Earlier, Russia blocked Telegram services, now Iran begins to block this widely-loved app. Telegram is one of the most popular secure messaging apps in the world. And not just around the globe, over 50 million Iranian people use this app. Unfortunately; the Iran Government begins to disrupt this app service. The net regulator of Iran has given their official statement that no one can use this messaging app.
So, just in this month, Russia banned the Telegram. The Russian security services wanted permission to access Telegram’s secret messages. They wanted it for their security purposes, but the authority of the Telegram Messaging App didn’t give permission to hand over the encryption keys to the Russian government.
That is why; the Russian government had taken the decision of banning the Telegram Messaging App. Now the Iran government follows their lead and begins to blog Telegram services.
Continuing what I said above, Russia’s regulatory commission Roskomnadzor (RKN) asked the Telegram authority to hand over their encryption keys within 4th April. Whereas, the Telegram team had missed the deadline (willingly).
Russian authorities suspect that the Telegram is helping the terrorists to communicate secretly via giving access to their stealthy encrypted messaging service. They accused the app of St Petersburg’s suicide bomber in April 2017. Also, Russia stated that the very same app is being used for propaganda purposes by Islamic State. To safeguard from terrorist attacks FSB (Russia’s Federal Security Service) wanted access to log into Telegram’s encryption keys.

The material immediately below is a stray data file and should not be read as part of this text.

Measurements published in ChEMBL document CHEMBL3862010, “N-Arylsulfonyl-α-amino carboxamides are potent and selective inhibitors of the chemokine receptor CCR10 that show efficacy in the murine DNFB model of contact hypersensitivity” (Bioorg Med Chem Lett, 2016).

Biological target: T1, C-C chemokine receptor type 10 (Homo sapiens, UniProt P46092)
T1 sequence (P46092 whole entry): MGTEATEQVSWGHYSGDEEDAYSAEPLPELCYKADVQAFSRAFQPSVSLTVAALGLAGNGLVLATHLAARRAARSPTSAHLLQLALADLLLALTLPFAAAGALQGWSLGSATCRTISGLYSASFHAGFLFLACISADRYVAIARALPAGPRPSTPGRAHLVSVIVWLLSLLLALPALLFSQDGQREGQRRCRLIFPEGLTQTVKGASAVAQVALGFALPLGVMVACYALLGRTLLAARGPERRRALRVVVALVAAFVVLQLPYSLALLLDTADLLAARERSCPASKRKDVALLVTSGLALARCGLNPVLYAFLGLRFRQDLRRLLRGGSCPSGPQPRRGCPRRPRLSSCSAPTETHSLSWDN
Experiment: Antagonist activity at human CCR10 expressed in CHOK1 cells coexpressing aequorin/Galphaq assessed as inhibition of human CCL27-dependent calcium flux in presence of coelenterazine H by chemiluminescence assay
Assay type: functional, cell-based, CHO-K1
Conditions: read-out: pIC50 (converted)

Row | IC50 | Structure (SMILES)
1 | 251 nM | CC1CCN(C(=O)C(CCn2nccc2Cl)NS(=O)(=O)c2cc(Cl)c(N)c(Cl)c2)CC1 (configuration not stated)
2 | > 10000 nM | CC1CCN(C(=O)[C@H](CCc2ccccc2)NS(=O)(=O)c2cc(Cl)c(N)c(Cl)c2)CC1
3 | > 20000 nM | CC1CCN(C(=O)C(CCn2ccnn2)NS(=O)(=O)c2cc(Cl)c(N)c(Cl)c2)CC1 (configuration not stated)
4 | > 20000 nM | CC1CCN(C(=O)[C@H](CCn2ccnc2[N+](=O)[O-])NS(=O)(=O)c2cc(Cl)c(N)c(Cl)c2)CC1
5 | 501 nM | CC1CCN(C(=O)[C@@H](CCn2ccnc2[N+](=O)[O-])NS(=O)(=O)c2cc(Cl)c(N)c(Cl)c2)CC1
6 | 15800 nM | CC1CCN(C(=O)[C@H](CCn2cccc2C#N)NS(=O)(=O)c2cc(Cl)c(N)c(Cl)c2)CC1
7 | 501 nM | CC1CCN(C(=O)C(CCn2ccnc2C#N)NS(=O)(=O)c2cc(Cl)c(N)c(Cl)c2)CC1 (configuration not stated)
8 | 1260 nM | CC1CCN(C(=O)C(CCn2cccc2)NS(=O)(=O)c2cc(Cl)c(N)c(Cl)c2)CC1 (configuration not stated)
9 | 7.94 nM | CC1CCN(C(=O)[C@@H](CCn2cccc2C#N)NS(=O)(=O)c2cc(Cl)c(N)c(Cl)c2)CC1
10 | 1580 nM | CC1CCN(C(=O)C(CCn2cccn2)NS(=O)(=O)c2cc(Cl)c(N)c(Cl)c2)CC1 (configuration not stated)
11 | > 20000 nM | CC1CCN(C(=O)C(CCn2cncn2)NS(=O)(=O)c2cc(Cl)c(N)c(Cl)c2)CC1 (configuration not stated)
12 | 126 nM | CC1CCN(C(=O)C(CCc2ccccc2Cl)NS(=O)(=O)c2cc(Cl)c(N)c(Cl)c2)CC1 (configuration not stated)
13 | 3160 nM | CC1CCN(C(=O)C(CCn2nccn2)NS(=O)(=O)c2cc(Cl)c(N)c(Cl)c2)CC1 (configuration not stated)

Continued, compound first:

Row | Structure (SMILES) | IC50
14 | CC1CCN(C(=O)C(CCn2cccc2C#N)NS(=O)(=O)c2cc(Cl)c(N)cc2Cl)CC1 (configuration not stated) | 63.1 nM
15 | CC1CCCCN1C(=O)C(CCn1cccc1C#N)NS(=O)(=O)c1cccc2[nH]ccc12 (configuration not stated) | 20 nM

On the other hand, Pavel Durov, the Telegram founder, has consistently denied meeting Russian’s demands. They never want to break any user’s privacy, so they refused to share any confidential data with the Russian government.
In this consequence, Russia banned the Telegram. Google has complained that this step affected their service in the country (Russia). In fact, not just Google, several infrastructure providers have been affected for this reason including Google infrastructure (Twich and Spotify), and Amazon Web Service (AWS).
Now it is clear that Iran follows Russia’s lead. They have revoked the use of Telegram app within less than two weeks of Russia’s decision to crack down on the privacy-focused communication app. Subsequently, Iran telecoms have officially briefed this to the BBC.
If that wasn’t enough, the government ordered the company to move all servers outside Iran’s borders. And now, undoubtedly, the Iranian should have to use government-controlled services. The government officials await Telegram’s confirmation that they have removed all of the servers from Iran.
Though there are about 50 million Telegram users in Iran, the government had to take this decision to safeguard from terrorist activates. Ayatollah Ali Khamenei, the supreme leader of Iran has deactivated his Telegram channel. He said that everyone should follow the command in order to safeguard the nation.
Besides, the official staffs of the Iranian government have shut down all of their Telegram channels. Instead of using Telegram, the government is encouraging people to use an alternative to Telegram named “Soroush”.
Though the Telegram has gained a good reputation; still, as it seems, there might be some faults in its security. Last year, specifically in March, Check Point’s researchers discovered a severe vulnerability in web versions of WhatsApp and Telegram’s encrypted chat applications. That means all of us should know that these apps are not as safe as people used to think.
Moreover, WikiLeaks has revealed that CIA and other American spy agencies have already got their hands on ways to access encrypted data on Telegram, WhatsApp, and Signal.
Image courtesy of Wikipedia Commons